Peter Fritz     |      October 25, 2010

    When I was a child I must have hated authority. It might have been because I was brought up in a Communist country where authority was pervasive.

    I never wanted to be run by anybody but myself and that has stayed with me.

    I believe people should not have to ask permission to do things, or to have their thoughts filtered through others. In Australia we have a democratic framework which allows people to live their lives more or less the way they want to.

  • First 5000 & the NSW economy

    Barry Buffier     |      October 25, 2010

    On Wednesday 20 October 2010 I had the pleasure of being invited to say a few words at the launch of First 5000.


    I was actually standing in for the Minister for Small Business Frank Terenzini, who had to attend to some urgent business at the last minute. It was a great pleasure, because First 5000 ties in perfectly with my normal role.


    This blog is based on the address I gave on the day.

  • Uncategorised

    Middle Business Syndrome

    Virginia Harrison     |      October 19, 2010

    Virginia HarrisonAustralia is suffering from a clear case of middle-business syndrome. A highly-profitable but largely disconnected segment of the economic landscape exists without a united voice, or space to engage with one another.

    Small business is often described as the engine room of the Australian economy, while large corporations wield their own brand of power. Both groups enjoy strong united voices that shape policy decisions.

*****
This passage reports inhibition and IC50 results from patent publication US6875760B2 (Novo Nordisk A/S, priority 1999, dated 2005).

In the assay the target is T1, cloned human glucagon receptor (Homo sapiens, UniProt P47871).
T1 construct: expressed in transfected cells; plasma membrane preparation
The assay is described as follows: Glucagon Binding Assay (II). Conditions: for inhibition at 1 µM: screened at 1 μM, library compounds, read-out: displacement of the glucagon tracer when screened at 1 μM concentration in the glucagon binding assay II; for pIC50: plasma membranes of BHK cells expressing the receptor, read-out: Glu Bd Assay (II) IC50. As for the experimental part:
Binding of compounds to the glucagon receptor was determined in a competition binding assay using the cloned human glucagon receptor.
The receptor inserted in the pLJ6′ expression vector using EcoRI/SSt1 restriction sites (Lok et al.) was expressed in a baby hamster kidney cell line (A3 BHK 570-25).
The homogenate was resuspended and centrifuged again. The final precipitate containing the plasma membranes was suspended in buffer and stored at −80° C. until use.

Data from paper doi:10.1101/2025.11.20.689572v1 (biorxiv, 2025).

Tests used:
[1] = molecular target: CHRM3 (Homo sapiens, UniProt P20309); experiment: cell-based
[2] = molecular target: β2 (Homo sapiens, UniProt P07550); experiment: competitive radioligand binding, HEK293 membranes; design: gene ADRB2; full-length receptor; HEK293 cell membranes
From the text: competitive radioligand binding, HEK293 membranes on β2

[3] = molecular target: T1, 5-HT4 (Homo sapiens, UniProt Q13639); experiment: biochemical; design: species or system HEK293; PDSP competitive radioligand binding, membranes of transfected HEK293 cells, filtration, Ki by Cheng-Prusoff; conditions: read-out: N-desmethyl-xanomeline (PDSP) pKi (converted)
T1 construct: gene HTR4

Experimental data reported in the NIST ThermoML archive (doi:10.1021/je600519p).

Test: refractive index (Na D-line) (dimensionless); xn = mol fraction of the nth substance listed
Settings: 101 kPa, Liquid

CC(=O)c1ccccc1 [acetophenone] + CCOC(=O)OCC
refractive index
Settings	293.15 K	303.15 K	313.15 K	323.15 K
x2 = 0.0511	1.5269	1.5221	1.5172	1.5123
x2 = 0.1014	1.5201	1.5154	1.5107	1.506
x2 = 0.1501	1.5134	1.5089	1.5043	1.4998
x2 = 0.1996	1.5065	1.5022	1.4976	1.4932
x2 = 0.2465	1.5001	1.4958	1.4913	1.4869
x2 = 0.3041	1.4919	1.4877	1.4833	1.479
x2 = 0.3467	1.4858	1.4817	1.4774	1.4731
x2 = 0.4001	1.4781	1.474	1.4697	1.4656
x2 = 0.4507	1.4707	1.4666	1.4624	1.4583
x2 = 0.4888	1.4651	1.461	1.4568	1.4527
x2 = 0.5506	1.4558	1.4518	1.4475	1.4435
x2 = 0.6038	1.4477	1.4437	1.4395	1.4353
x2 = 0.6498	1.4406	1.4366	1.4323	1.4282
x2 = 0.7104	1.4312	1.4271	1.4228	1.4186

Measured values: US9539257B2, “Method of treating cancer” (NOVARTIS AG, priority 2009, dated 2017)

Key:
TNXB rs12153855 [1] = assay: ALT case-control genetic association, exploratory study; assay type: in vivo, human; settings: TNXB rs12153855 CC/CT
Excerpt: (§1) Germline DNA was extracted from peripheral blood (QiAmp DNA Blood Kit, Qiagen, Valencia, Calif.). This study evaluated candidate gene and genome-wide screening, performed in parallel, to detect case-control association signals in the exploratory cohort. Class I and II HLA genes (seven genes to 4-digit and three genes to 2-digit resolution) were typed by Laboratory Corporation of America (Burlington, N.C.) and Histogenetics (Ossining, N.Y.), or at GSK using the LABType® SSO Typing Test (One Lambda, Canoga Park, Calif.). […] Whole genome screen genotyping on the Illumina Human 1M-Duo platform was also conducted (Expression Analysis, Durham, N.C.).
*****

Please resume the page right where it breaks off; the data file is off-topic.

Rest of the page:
But what lies the middle? Wedged in between these two well-represented groups is an often overlooked slice of the business landscape.

  • Medium Enterprises to lead productivity boom through innovation

    Virginia Harrison     |      October 19, 2010

    Jonathan CoppelMid-size companies hold the key to boost Australia’s innovation record and narrow the global productivity gap, according to top-ranking economic official.

    Jonathan Coppel is the economic counselor to the Secretary-General of the Organisation of Economic Development (OECD), a role which contains a particular focus on preparing the OECD’s contributions to the G20.

    He said the small and medium-sized enterprises are “squarely on the G20 agenda”.

  • UPDATE: Don’t ignore the power of direct mail

    Virginia Harrison     |      October 19, 2010

    When was the last time you hand-wrote a letter?

    As we become increasingly tied to our computer and mobile screens, it’s easy to overlook traditional means of communication in favour of the instantaneous and often cheaper digital alternatives.

    But commercial insights firm Dun & Bradstreet warns businesses not to ignore direct mail in their marketing strategies.

  • Tax breaks not the recipe for economic growth